Brewbakers, 10350 S. Western Ave., will reopen Wednesday for the first time in nearly two years. Credit: DNAinfo file photo

BEVERLY — Brewbakers, the only late-night bar in Beverly, is reopening after an almost two-year hiatus — just in time for Blackout Wednesday.

“It’s finally happening,” the bar’s staff wrote on Facebook. “After what feels like an eternity, Brewbakers will be open for business this Wednesday night from midnight to 4am.”

Brewbakers is the only bar in the 19th Ward with a license to keep serving alcohol until 4 a.m. Monday-Saturday and 5 a.m. Sundays. Known for rowdy crowds and late-night shenanigans, the bar has often ticked off neighbors and local officials. 

It looked like the end of the road for Brewbakers when the building, 10350 S. Western Ave., was listed for sale in December 2019. The pandemic then forced owner Peter Bradarich to close the bar’s doors for more than 20 months.

Bradarich could not be reached for comment about a potential sale, but the property is still listed for $895,000. 

Ald. Matt O’Shea previously called Brewbackers a “problem bar” and “a cancer” to his ward, but when asked if he welcomes the return of Brewbackers on Wednesday, he said, “Sure.” 

“We haven’t had issues with Brewbakers in quite a while. I’m confident they’ll be cognizant of their neighbors,” O’Shea said. “I’m excited that we’re seeing businesses reopen. I want to make sure everybody has the ability to create jobs and get people back to work.” 

O’Shea said Brewbakers did a nice job of “operating within the lines” when it was open before the pandemic, as the bar has not racked up many police calls or complaints in the past three years. O’Shea learned of the reopening earlier this week and has not fielded any grievances from neighbors.

In 2015, Brewbakers was denied a zoning variance to charge a cover fee after O’Shea and other community groups complained about drunken brawls, vandalism, drunken driving, over-served customers, littering, public urination and more. 

Late-night loyalists said the critics have Brewbakers all wrong. 

“I’m very glad to see they’ll be back in business. I would move mountains to be able to come back to Chicago just for the grand reopening,” said former weekend regular Demetrios Geanon, who moved to Dallas about a year ago. “No rules apply [at Brewbakers]. It’s kind of every man for themselves. Which is a good thing. … If you push the envelope, you might get the boot and get blacklisted.”

Geanon said he has a “love-hate” relationship with the bar. It’s a place where one-too-many can quickly escalate into sloppy dancing on stage, an escort off the property and a place on the bar’s infamous “ban list.”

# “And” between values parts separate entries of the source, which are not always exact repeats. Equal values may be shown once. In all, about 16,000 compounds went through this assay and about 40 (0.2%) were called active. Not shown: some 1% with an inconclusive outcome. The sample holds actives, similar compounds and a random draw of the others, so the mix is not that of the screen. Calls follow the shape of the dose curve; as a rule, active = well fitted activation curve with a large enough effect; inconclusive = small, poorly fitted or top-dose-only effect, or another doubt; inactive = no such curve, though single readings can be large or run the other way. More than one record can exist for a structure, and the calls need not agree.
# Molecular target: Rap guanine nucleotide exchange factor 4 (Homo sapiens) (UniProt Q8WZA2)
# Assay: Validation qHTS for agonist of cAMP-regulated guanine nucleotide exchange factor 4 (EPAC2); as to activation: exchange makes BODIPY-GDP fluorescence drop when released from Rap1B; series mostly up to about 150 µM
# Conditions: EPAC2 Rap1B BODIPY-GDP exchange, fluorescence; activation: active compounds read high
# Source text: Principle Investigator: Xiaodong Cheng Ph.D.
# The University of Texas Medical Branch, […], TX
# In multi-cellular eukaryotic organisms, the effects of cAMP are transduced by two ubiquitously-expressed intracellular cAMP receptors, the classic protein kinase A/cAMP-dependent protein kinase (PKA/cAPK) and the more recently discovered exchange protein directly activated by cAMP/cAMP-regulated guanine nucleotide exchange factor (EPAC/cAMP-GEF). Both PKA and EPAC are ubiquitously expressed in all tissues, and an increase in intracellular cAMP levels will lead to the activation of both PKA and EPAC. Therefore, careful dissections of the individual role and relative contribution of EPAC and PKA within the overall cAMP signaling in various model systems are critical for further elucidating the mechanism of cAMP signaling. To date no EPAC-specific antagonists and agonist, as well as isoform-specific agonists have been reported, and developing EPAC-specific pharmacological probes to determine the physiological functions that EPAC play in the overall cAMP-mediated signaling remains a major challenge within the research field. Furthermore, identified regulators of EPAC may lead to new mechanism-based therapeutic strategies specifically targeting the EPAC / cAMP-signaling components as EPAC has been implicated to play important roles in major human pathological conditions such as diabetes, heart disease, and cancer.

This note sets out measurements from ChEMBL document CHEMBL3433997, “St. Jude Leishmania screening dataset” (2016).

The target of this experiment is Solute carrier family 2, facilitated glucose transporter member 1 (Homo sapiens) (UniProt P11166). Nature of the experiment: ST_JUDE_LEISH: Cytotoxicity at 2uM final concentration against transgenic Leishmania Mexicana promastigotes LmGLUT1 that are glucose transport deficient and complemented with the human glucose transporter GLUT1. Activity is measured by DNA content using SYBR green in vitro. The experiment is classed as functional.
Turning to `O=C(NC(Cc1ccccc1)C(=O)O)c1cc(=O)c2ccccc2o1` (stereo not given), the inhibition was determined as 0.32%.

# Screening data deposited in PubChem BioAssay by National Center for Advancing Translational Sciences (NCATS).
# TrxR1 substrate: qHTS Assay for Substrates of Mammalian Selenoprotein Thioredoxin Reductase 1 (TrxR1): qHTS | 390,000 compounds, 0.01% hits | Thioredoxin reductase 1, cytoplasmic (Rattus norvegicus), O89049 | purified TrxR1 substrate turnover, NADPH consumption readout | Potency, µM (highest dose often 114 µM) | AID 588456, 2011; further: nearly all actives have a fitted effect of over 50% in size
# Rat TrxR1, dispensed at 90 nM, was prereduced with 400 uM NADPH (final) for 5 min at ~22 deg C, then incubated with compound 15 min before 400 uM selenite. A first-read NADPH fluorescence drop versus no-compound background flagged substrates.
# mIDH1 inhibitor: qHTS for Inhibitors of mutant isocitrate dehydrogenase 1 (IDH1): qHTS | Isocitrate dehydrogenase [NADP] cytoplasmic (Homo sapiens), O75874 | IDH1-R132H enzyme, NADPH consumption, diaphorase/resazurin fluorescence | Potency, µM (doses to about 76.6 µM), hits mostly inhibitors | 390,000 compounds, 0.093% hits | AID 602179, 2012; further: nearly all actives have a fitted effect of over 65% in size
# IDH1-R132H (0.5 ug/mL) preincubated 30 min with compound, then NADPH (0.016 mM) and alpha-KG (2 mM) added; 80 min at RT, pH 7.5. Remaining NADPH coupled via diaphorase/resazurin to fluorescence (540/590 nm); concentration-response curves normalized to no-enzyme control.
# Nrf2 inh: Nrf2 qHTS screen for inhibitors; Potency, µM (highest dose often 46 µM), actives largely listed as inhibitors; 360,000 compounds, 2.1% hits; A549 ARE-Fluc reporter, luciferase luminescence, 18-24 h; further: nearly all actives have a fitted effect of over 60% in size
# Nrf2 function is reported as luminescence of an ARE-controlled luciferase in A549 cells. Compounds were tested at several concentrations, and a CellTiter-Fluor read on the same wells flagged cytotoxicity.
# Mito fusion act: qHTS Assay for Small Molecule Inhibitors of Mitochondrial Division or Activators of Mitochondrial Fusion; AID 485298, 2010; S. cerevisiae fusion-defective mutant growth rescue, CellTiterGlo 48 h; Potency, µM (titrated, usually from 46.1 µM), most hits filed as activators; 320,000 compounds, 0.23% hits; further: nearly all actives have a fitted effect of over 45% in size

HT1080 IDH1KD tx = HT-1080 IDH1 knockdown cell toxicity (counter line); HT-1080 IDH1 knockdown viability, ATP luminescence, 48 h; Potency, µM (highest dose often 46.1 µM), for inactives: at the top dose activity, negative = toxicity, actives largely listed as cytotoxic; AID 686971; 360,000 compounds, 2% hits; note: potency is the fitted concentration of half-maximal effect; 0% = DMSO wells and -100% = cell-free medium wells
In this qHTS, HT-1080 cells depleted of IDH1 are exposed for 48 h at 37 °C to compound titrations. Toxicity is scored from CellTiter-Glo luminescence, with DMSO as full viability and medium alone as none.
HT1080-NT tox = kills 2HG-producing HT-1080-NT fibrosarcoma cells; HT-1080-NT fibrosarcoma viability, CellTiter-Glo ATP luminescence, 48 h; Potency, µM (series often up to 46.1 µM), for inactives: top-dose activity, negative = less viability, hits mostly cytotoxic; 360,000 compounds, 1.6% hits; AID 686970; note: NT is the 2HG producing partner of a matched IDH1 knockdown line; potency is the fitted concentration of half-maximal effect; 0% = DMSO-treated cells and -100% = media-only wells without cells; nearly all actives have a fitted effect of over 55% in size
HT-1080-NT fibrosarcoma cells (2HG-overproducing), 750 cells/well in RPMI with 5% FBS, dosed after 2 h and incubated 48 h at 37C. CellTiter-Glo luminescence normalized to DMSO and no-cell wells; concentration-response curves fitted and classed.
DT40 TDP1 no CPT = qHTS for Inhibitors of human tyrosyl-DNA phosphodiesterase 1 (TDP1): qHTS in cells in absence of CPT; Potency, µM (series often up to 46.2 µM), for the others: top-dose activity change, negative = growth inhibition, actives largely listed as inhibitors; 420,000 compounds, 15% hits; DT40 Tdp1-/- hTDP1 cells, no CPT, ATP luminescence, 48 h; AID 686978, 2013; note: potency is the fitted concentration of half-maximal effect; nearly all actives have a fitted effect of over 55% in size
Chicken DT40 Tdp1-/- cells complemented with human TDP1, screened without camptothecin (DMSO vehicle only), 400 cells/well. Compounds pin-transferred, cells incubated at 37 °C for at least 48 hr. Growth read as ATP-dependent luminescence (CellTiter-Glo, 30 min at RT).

Some of Geanon’s friends have strived to get banned simply so “they wouldn’t make the mistake of going back anyway.” Patrons said Brewbakers was always the last bar open for revelers who wanted to stay out a just a bit longer.

Taylor Alvarado, of Blue Island, said her partying days are now behind her, but she’s been to Brewbakers maybe 10 times, “always after 3 a.m.”

“It does draw a lot of lines late at night. About a 10-minute wait to get in there after 3 a.m.,” Alvarado said. “Between that and people parking, getting dropped off on the side of the street, I can definitely see there would be some sort of commotion going on. Can I see people having a problem with it? Yeah.” 

Geanon remembers fondly the time his cousin, Kara Love, pulled a hamstring trying to do the splits on the bar’s stage. 

“So we put her in a cab and sent her home,” Geanon said. “Her desire to do the splits that night kind of embodies the spirit of Brewbakers. Everyone thinks they can do something that’s a little bit beyond their grasp. That bar inspires you to do your best and reach for the stars.”

Love was raised in Beverly and said spending her 20s at Brewbakers was a rite of passage. A night-out on Western Avenue always ended with, “You going to the Bake?” 

“I’m kind of dying that I’m talking about this,” Love said. “We all went there. As much as we hate waking up with a stamp that you went to the Bake last night, everybody knows we secretly had a fun time.”

After a long road back, O’Shea trusts Brewbakers’ fans will behave themselves. 

“Having the late-night license, they’ve got to be extra diligent,” O’Shea said. “And if they’re not, the Chicago Police Department will be there to reinforce the rules.” 

Love can only wonder if Wednesday’s reopening will mean a “clean slate for all” from Brewbakers’ infamous ban list.

“Maybe Christmas will come early for everyone,” Love said. “Maybe they can get back in.”

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